John Sattler, CPC
There are many, many job-search related websites, blogs, online tools, and app’s available. Too many, in my opinion. It reached the point of overwhelming long ago. Every day I help executives with their job searches and, frankly, I get overwhelmed. This scenario, however, is great for my business because it created demand for a personalized, one-stop-shop for job search help. Cutting through the clutter and delivering to my customers a job search experience vs. a transfer of information has served us both well.
When it comes to “job search tools”, it seems there is much less attention being paid to the “job search” part compared with the intense, ubiquitous focus on the “tools” part. This is fueled by massive amounts of seed money and a media ecosystem with insatiable demand for fresh content. Today, I read a blogger who recommended 5 “can’t live without” info-organizing app’s for job search. Yes, 5. And all esoteric, IMHO! I’m sorry, if you are a serious job seeker, you want to be spending your time and energy engaging headhunters and hiring managers, not perpetually learning and playing with new app’s.
My experience has taught me to limit the number of job search tools to a select few and then learn to use them very well. When I do decide to utilize a new tool, I have good reason and carve out the time to learn best practices. Why? Because job search is first and foremost about utilizing your time and resources to engage headhunters and hiring authorities (worth repeating, right?). Everything else merely supports that effort.
Here is a basic set up for an effective job search:
1. LinkedIn: Set up a full profile and, for $19.95 month-to-month, purchase a premium account so you have access to the Profile Organizer. You can manage most of your job search from here. Since most of your time should be spent reaching out to and engaging people who can influence your job search, this is the main place to do it. Also, set up a job posting email alert in the “jobs” section. What I love about LinkedIn job postings is they usually show who posted the job and how many people have applied.
LinkedIn will help you find, connect, engage, and keep track of most of the hiring managers, headhunters, and other people relevant to your job search.
2. Indeed: FREE – This site is an aggregator that scours the major job boards and doesn’t inundate you with junk mail and advertising, Post your resume and set up a job posting alert.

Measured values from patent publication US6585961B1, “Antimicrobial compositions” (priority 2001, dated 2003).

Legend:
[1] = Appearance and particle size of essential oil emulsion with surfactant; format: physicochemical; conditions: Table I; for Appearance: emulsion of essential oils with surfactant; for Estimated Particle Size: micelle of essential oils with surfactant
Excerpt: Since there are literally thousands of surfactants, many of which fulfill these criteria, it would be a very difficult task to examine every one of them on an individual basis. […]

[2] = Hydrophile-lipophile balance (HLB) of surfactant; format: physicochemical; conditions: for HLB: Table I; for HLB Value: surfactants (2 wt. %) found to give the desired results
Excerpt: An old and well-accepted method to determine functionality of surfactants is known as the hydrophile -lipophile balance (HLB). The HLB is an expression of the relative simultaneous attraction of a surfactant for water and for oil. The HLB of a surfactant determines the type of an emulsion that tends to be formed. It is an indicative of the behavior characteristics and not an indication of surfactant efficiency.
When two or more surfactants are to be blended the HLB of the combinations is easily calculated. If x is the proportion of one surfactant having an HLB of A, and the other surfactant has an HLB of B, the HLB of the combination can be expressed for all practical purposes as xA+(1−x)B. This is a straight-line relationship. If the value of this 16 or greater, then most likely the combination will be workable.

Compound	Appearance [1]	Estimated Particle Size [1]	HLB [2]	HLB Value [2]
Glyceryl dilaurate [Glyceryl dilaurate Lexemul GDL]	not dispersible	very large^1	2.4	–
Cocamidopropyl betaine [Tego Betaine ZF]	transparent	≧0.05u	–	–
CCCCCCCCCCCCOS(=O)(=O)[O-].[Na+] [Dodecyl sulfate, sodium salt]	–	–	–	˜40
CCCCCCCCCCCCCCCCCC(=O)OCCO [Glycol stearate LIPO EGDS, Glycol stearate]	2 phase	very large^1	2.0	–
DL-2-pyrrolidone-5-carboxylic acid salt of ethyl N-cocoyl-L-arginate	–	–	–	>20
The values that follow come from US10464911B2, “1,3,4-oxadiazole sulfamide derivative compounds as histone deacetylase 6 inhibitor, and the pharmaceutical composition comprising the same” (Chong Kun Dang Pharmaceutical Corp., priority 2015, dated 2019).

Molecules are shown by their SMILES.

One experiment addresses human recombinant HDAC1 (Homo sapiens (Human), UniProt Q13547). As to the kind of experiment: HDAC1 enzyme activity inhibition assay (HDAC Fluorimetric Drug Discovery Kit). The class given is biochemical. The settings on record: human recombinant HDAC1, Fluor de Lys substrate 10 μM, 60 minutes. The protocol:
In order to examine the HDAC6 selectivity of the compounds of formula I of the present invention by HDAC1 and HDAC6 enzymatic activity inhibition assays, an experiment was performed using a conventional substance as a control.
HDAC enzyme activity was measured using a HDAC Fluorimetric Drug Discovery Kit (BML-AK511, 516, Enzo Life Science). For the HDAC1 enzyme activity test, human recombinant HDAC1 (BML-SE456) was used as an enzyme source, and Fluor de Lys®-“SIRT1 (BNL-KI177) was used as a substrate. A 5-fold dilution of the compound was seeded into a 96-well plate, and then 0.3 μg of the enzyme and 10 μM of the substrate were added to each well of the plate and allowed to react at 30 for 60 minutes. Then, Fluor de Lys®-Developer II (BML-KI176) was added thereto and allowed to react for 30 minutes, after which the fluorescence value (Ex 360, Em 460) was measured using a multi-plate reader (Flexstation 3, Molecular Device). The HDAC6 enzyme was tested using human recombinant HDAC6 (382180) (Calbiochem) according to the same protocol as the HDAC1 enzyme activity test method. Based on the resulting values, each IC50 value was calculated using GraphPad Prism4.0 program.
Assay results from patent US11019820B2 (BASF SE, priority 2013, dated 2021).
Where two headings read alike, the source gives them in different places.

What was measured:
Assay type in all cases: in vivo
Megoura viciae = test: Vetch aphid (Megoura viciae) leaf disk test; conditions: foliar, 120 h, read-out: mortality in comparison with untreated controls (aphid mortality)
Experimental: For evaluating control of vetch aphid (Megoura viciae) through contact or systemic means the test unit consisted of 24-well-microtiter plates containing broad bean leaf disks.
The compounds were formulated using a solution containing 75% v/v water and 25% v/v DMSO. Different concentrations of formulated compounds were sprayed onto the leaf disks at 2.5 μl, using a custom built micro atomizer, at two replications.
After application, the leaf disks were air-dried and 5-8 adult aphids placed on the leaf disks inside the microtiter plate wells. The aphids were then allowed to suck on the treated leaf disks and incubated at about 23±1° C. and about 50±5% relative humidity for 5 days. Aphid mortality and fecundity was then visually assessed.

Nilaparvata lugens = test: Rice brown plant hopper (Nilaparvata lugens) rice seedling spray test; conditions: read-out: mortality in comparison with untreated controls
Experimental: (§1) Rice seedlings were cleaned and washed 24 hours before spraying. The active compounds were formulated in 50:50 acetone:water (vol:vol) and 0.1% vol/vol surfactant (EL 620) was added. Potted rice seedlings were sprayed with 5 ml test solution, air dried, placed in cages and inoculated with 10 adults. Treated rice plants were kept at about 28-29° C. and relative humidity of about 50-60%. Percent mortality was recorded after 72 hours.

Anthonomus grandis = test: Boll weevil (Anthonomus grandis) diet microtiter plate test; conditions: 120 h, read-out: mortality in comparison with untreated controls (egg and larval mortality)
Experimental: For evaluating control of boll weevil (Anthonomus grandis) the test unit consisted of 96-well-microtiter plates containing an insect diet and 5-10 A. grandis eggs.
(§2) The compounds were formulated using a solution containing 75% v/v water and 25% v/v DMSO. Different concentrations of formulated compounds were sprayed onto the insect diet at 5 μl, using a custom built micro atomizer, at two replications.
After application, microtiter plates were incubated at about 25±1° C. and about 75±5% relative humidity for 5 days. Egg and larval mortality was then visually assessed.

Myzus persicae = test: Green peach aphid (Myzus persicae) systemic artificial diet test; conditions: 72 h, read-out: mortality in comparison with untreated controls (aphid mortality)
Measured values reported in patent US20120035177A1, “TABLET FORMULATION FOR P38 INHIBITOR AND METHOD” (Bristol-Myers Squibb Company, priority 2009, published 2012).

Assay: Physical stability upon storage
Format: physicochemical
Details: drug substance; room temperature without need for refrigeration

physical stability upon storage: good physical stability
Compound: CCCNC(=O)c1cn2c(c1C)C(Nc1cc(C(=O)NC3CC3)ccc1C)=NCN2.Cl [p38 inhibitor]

3. Linkup: FREE – This is an aggregator that scours company websites for job listings. Like Indeed, it is a very clean site and doesn’t force you to give up oodles of information. Set up a job posting alert.
4. Twitter: FREE – The more you use this site the more you will embrace its sheer brilliance. I am a recent convert. So far (and I’ll probably be criticized for saying this) I don’t get the impression that it is used by as many people as I originally thought. Therefore, it is a great tool to find and send relevant items of interest to potential hiring managers and other people in your network. This is a place for cutting edge news and information; it can help position you ahead of the pack. It also has job postings. Set up an account, start following, and start tweeting. (I will be blogging more on this site as it relates to job search)
5.Executnet: FREE – Recruiters vet this site – it is a good place for visibility.You are going to get some solicitations and junk mail but it’s worth the visibility. Set up a profile.
(you may want to consider purchasing a month-to-month membership, as they have unique job listings. Wait a month or so to see how your job search is going)
Now you are set! Hiring managers and headhunters can now find you 24/7/365. You can find and reach out to most anyone you can think of relevant to your job search. You are on top of cutting-edge news you can share. You are receiving regular emails with relevant job postings. You are off to a great start. And don’t forget, Google is your friend.
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